Scheuermann has an innate optimism that can’t be squashed. After surgery, she dressed up in mouse ears and whiskers, and told the researchers, “I’m a lab rat now.” She dressed up the receptors on her head, too. They were ghosts for Halloween, had Santa hats for Christmas. She gave the robotic arm a name: Hector. She made him walk a dog, work a marionette, pull a rabbit out of a hat.

By contrast, Copeland was fairly withdrawn before the study, says Tyler-Kabara. “Now he gets to hang out with people doing the things he wanted to do [in school].”  Copeland is excited about being involved in something bigger than him, and he’s the first to admit that it will be tough when the study is over. He knows he’ll go through a depression.

Copeland and Scheuermann don’t gain a robotic arm, they only borrow one sometimes in the lab. And the process isn’t without risk. That’s why the study uses only paralyzed subjects; brain surgery that might result in loss of function can’t ethically be conducted on a healthy, mobile person. (Although there was one researcher in such desperate need of a subject that he went to Central America and had surgeons implant microelectrodes in his own brain, but that’s a whole other story.) Technically, all Copeland and Scheuermann really get is surgery and a job for one to five years—the Food and Drug Administration limits the implant time for patient safety. Boninger, the study’s principal investigator, explains that in ethical review paperwork, “We say there really is no benefit [for patients].”

But Boninger insists “that couldn’t be further from the truth.” Both Scheuermann and Copeland see the experience as life-changing, considering themselves explorers. Scheuermann even named the two ports on her head Lewis and Clark.

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At a recent lab session, Copeland sat in his wheelchair in a room that contained thousands of dollars of equipment, but looked just like any room in an office building. A grad student cleaned the receptors sticking out of his head. Copeland says they’re a little weird, but not painful. “Fashion is another thing. I could comb my hair to the side.” The first two hours were devoted to basic pick-up-and-move-things tasks to record data for one of the grad students. The mood was sleepy and monotonous; everyone was on their phones. Copeland drank a Gridlock energy drink.

The second part of the day was more energized. The researchers whispered in the corner and then talked to Copeland, telling him what to do. At the end, a researcher explained to Copeland what they were hoping to do: make the sensation of touch feel like it lasted longer, because it fades quickly even when they continue stimulation.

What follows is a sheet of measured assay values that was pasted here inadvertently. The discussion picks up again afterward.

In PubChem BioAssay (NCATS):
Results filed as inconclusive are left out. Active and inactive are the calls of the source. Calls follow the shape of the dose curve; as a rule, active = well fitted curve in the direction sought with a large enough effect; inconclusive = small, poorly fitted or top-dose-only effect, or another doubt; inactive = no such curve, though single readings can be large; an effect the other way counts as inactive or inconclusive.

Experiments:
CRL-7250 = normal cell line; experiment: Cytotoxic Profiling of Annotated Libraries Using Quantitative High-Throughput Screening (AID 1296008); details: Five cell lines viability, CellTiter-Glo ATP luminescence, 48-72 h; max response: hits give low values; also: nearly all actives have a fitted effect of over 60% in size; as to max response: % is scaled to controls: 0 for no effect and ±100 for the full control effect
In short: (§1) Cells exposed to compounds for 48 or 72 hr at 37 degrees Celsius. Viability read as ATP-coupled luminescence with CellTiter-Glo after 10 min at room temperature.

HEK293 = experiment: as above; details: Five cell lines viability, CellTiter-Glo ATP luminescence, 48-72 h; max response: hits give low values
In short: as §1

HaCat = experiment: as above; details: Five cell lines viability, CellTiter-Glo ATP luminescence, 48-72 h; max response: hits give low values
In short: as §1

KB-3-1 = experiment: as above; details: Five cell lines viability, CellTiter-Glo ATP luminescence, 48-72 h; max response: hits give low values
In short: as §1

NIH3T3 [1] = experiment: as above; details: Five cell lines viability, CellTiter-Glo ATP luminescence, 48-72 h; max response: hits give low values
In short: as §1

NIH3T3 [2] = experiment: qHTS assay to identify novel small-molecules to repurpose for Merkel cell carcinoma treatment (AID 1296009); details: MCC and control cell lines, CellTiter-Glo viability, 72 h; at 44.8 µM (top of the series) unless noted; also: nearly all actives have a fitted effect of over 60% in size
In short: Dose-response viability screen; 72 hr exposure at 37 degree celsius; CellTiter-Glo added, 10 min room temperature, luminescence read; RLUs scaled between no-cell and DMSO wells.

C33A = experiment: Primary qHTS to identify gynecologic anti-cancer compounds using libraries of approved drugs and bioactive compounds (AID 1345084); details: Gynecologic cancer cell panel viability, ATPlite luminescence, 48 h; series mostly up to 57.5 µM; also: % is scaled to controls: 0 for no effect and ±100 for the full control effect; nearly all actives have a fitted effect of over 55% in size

The researchers like to think of Scheuermann and Copeland as partners, collaborators, even though Scheuermann is no longer a part of the study. They stay in contact with Scheuermann; she got to be there for Obama’s visit, when not all the researchers were invited. Copeland’s time in the study will come to an end, too. But the scientists will continue with new participants and new studies. The non-human primate lab, which does the research on the monkey brains, is currently experimenting with optogenetics, using light rather than electric shock to control neurons. This technique is more precise and doesn’t fatigue or damage the nerves like electrical stimulation.

When they no longer get to experience what it’s like to feel things again, the robot-arm subjects have to go back to normal life—a limited life—and try to make the best of what’s left. Copeland wants to participate in more brain-computer interface studies, but having done this one probably excludes him from everything except privately funded experiments. He thinks about doing motivational speaking like Scheuermann, but he doesn’t have much faith in his public-speaking abilities. He’ll certainly continue his volunteer computer work with the Pittsburgh Japanese Culture Society. He’d love a paying job.

“Someone needed to do it, and I was able to,” Copeland says of the study. “I don’t even need people to remember me as the guy who made this possible. I truly hope for a future where this isn’t even awesome, where it’s just an everyday thing.”